• You will be provided with an aftercare instruction sheet, including a list of potential complications to watch for
  • Whenever a needle is placed anywhere in the body, even something as simple as getting blood drawn, there is a risk of infection, bleeding, and nerve damage; while these complications are rare, it’s essential that you be made aware of these risks and remain vigilant.

Spinal Procedures

Facet Injection

This fluoroscopy-guided, noninvasive procedure involves the injection of cortisone or other medications into one or more of the (cervical, thoracic or lumbar) facet joints of the spine, in order to effectively reduce inflammation and block pain.

Back stresses and injury, as well as arthritis and numerous other conditions can result in facet joint related pain and, given that these joints are responsible for guiding motion and providing stability, we are pleased to provide this effective, long-term solution.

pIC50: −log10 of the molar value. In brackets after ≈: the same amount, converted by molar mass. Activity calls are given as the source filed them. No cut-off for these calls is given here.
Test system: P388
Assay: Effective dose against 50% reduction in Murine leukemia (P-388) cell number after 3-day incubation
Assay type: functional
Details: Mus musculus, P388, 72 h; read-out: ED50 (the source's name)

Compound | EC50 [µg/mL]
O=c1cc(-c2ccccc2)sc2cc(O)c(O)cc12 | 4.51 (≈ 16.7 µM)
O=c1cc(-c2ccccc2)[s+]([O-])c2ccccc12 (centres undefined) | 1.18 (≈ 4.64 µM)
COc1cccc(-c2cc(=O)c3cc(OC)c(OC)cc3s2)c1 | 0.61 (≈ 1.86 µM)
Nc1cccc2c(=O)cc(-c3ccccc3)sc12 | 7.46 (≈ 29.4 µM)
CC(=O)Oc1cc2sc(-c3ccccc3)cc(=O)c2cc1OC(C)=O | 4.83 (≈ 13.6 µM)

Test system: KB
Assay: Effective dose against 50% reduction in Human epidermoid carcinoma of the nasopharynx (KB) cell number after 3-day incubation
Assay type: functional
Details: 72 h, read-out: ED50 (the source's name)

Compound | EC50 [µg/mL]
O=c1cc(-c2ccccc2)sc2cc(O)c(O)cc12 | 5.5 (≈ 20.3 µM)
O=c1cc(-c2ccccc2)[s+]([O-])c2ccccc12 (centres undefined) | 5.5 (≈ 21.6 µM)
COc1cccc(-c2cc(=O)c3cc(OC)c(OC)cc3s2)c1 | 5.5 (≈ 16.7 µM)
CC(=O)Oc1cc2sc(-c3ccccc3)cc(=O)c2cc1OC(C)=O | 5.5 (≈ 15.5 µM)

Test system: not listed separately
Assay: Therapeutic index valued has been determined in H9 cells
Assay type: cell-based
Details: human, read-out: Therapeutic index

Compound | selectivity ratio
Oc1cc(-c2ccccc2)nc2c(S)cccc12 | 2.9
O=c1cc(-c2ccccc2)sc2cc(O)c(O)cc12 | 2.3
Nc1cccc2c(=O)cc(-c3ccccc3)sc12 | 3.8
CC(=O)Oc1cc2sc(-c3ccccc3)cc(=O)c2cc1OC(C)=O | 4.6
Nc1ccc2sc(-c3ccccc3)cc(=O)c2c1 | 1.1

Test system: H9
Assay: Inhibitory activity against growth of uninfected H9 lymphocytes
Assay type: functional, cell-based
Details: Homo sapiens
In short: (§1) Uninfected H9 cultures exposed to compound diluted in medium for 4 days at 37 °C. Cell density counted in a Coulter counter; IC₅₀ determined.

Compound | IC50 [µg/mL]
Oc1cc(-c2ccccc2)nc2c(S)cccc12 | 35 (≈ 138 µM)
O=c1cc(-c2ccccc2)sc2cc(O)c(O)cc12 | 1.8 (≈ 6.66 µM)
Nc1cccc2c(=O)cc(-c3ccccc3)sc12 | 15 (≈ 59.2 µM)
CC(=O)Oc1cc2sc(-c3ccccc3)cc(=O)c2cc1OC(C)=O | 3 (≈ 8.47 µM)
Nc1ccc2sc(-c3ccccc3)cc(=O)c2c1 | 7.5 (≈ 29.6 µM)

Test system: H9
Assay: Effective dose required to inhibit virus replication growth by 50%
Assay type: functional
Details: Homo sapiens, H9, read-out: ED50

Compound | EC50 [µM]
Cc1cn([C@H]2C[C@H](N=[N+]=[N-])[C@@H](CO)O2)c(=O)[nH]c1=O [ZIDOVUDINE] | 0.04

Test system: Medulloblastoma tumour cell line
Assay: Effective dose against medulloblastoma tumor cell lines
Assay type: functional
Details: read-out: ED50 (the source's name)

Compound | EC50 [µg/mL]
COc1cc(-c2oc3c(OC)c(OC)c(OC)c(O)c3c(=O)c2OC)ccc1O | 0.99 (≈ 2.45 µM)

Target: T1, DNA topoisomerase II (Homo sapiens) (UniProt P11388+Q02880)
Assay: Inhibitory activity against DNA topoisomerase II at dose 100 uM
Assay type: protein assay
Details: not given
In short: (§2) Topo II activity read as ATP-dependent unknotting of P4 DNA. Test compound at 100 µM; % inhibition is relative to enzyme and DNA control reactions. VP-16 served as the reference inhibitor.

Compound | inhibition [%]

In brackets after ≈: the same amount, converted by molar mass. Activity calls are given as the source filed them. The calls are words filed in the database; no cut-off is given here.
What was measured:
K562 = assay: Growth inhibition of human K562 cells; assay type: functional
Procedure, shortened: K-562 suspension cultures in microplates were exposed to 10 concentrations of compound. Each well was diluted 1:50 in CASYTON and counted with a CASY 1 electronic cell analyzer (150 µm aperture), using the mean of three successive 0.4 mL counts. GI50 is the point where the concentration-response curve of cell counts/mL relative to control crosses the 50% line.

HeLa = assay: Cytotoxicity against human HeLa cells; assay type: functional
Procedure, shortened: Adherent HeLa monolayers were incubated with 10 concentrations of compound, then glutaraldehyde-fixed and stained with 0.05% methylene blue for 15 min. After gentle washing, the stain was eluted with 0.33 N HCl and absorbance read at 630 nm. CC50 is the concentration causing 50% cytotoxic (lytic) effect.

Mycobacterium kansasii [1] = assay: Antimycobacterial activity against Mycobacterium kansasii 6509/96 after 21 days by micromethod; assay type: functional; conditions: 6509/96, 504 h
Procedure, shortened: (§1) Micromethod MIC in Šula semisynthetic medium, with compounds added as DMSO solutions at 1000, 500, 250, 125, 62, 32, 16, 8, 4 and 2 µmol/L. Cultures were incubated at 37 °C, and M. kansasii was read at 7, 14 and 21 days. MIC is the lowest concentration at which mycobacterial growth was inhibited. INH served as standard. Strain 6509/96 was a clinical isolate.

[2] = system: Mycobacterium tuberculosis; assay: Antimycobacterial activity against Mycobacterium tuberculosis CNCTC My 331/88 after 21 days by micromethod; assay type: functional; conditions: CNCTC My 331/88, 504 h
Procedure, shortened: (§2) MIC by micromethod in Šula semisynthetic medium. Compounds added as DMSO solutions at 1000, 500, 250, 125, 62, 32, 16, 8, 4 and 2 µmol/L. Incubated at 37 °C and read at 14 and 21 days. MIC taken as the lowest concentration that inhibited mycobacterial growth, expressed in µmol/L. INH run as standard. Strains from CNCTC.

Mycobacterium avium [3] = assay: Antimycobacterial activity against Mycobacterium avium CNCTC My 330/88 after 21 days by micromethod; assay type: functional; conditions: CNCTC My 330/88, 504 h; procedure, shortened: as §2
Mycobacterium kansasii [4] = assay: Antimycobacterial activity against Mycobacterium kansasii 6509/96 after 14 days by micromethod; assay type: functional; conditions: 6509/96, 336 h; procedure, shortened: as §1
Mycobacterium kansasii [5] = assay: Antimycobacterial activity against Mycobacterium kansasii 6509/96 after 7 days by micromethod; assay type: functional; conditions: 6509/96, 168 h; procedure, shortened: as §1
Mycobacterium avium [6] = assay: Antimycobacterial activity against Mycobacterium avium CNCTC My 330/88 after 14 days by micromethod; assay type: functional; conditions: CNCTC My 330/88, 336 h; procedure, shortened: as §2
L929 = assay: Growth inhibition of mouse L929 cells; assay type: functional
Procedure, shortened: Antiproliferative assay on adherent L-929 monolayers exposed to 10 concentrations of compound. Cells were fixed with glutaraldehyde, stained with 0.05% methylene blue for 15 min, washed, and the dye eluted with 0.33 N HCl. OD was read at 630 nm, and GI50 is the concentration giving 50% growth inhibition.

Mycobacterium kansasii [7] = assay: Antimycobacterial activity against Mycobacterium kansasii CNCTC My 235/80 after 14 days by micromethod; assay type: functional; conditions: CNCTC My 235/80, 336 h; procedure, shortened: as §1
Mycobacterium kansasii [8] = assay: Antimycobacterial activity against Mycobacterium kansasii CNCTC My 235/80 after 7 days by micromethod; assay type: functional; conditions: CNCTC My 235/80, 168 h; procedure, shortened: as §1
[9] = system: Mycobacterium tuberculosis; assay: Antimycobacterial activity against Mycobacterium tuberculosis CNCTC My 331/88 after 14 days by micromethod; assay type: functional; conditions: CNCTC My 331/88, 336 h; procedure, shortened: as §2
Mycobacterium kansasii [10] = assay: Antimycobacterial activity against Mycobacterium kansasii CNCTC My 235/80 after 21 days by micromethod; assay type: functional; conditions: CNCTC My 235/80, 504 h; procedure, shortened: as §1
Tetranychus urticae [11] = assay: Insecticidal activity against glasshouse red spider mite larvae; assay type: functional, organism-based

Medial Branch Block (MBB)

Medial branch nerves are those responsible for feeding pain signals from the facet joints to the brain. During the MBB diagnostic procedure, fluoroscopic imaging and contrasting is employed to safely inject a dose of local anesthetic into these specific nerve endings, in order to determine whether their associated facet joints are indeed responsible for the patient’s pain.

A patient pain score diary is kept over the subsequent 24h, allowing the radiologist to either diagnose or at least eliminate certain sources as the culprit, thereby also determining whether or not the patient qualifies for an RFN.